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Joe Mauer hits disabled list with bilateral leg weakness


From LaVelle E. Neal III of the Minneapolis Star-Tribune comes some unfortunate news.

Twins catcher Joe Mauer, who was held out of the Minnesota starting lineup on Wednesday and Thursday, has now been placed on the 15-day disabled list due to bilateral leg weakness.

The Twins aren’t giving out too much information at the moment, but the condition is often related to nerve or spinal cord issues and can be very serious. Mauer will visit a specialist in Baltimore Friday.

Drew Butera, who owns a brutal .193/.231/.287 career batting line in the major leagues, is likely to draw most of the starts behind the plate while Mauer is out. The Twins are very short on catching depth.

Steve Holm has been promoted from Triple-A Rochester to serve as Butera’s backup. A career minor leaguer, the 31-year-old Holm has only 107 major leauge plate appearances to his name.

MLB games were six minutes shorter this year

Pitch Clock
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According to STATS, INC., the average game in 2015 was 2 hours, 56 minutes. That’s six minutes faster than games in 2014.

The gains came in the first half, when games averaged 2:53. Second half games averaged three hours even. One can probably thank the expanded rosters in September for that, as games then see many more pitching changes. Of course, it’s likely that second half games were faster in 2015 than 2014 as well given the rules changes.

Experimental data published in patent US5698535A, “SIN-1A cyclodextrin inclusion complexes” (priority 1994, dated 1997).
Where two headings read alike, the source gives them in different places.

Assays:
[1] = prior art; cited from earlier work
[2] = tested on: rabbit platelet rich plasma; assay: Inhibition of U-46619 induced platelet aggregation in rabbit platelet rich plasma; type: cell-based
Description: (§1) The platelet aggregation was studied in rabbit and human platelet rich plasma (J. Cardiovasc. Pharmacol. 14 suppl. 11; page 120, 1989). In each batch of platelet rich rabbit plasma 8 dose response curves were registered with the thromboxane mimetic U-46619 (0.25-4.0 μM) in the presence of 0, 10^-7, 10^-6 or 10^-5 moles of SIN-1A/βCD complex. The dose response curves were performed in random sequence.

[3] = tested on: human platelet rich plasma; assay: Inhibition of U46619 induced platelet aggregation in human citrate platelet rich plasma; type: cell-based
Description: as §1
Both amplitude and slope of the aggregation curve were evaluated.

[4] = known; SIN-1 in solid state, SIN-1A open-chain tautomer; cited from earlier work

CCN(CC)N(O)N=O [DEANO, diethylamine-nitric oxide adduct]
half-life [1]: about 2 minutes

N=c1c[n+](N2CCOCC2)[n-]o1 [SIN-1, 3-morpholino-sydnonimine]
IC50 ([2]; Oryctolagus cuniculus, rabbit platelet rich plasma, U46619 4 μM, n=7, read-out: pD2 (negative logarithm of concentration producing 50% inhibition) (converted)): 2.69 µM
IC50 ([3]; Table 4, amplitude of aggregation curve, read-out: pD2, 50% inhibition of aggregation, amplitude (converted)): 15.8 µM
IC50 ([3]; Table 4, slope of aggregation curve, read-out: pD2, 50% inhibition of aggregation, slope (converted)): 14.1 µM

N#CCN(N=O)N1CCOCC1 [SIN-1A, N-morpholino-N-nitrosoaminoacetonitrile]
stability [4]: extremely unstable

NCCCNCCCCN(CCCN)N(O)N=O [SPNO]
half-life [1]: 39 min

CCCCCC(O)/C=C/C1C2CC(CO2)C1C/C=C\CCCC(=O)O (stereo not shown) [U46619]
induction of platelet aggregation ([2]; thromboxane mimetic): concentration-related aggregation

Those changes: agreement to enforce the rule requiring a hitter to keep at least one foot in the batter’s box and the installation of clocks timing pitching changes and between-inning breaks in ever ballpark.

It remains to be seen if MLB stays satisfied with that modest improvement or if chooses to go the way Triple-A and Double-A leagues did. They installed 20-second pitch clocks and started penalizing violators with balls and strikes. Triple-A’s two leagues, the International and Pacific Leagues, saw game-time decreases by 13 and 16 minutes, respectively.

Billy Beane promoted to VP, David Forst named A’s general manager

billy beane getty

I’m so old I remember when general managers used to run baseball operations departments. Now they’re basically assistants.

The latest example: the Oakland Athletics have promoted Billy Beane to vice president of baseball operations and have named David Forst general manager. Forst has been with the A’s for 16 years and has been Beane’s assistant for 12 years, so it’s not exactly a situation in which Forst will be making the final calls. The official move came today, though the move has been in the works for some time, it seems.

Someone with a lot of good front office access is going to write a good story this winter about the title inflation going on in Major League Baseball over the past year. And it’s gonna be great when one of his or her sources breaks the pattern of saying “well, baseball transactions are so much more complex these days . . . ” and admits “hey, if Theo gets a fancy title and La Russa gets a fancy title I WANT A FANCY TITLE TOO.”

Not that it’s much of a secret as it is.